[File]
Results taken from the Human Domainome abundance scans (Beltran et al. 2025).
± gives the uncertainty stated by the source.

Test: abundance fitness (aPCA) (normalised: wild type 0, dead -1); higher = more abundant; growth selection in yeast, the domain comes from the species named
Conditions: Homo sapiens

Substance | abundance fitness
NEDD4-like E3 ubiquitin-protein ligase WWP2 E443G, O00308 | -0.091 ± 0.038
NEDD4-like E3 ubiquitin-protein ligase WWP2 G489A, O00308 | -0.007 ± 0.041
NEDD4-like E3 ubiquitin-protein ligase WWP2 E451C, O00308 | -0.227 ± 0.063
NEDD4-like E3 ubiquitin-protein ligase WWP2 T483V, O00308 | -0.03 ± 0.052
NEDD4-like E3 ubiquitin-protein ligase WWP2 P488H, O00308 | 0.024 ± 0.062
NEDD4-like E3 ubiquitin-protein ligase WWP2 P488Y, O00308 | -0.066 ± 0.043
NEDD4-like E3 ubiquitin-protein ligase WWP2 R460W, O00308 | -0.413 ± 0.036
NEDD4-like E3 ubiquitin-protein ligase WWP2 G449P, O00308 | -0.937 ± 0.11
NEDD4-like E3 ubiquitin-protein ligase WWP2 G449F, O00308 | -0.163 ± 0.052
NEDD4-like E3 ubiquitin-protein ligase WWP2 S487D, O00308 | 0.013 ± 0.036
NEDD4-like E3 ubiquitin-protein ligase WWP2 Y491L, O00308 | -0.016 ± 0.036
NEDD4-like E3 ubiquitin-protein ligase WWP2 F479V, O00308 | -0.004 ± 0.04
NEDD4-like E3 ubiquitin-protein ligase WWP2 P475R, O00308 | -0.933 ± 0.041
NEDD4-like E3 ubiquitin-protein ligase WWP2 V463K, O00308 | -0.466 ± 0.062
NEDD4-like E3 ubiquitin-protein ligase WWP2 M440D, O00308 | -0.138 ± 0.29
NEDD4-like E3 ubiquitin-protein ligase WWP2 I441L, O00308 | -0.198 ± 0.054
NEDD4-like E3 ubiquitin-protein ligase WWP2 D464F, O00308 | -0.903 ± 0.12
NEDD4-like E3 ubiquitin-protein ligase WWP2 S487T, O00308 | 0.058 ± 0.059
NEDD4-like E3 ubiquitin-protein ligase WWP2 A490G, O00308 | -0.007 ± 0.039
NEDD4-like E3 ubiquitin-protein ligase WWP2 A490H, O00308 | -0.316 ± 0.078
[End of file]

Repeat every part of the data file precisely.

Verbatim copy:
Results taken from the Human Domainome abundance scans (Beltran et al. 2025).
± gives the uncertainty stated by the source.

Test: abundance fitness (aPCA) (normalised: wild type 0, dead -1); higher = more abundant; growth selection in yeast, the domain comes from the species named
Conditions: Homo sapiens

Substance | abundance fitness
NEDD4-like E3 ubiquitin-protein ligase WWP2 E443G, O00308 | -0.091 ± 0.038
NEDD4-like E3 ubiquitin-protein ligase WWP2 G489A, O00308 | -0.007 ± 0.041
NEDD4-like E3 ubiquitin-protein ligase WWP2 E451C, O00308 | -0.227 ± 0.063
NEDD4-like E3 ubiquitin-protein ligase WWP2 T483V, O00308 | -0.03 ± 0.052
NEDD4-like E3 ubiquitin-protein ligase WWP2 P488H, O00308 | 0.024 ± 0.062
NEDD4-like E3 ubiquitin-protein ligase WWP2 P488Y, O00308 | -0.066 ± 0.043
NEDD4-like E3 ubiquitin-protein ligase WWP2 R460W, O00308 | -0.413 ± 0.036
NEDD4-like E3 ubiquitin-protein ligase WWP2 G449P, O00308 | -0.937 ± 0.11
NEDD4-like E3 ubiquitin-protein ligase WWP2 G449F, O00308 | -0.163 ± 0.052
NEDD4-like E3 ubiquitin-protein ligase WWP2 S487D, O00308 | 0.013 ± 0.036
NEDD4-like E3 ubiquitin-protein ligase WWP2 Y491L, O00308 | -0.016 ± 0.036
NEDD4-like E3 ubiquitin-protein ligase WWP2 F479V, O00308 | -0.004 ± 0.04
NEDD4-like E3 ubiquitin-protein ligase WWP2 P475R, O00308 | -0.933 ± 0.041
NEDD4-like E3 ubiquitin-protein ligase WWP2 V463K, O00308 | -0.466 ± 0.062
NEDD4-like E3 ubiquitin-protein ligase WWP2 M440D, O00308 | -0.138 ± 0.29
NEDD4-like E3 ubiquitin-protein ligase WWP2 I441L, O00308 | -0.198 ± 0.054
NEDD4-like E3 ubiquitin-protein ligase WWP2 D464F, O00308 | -0.903 ± 0.12
NEDD4-like E3 ubiquitin-protein ligase WWP2 S487T, O00308 | 0.058 ± 0.059
NEDD4-like E3 ubiquitin-protein ligase WWP2 A490G, O00308 | -0.007 ± 0.039
NEDD4-like E3 ubiquitin-protein ligase WWP2 A490H, O00308 | -0.316 ± 0.078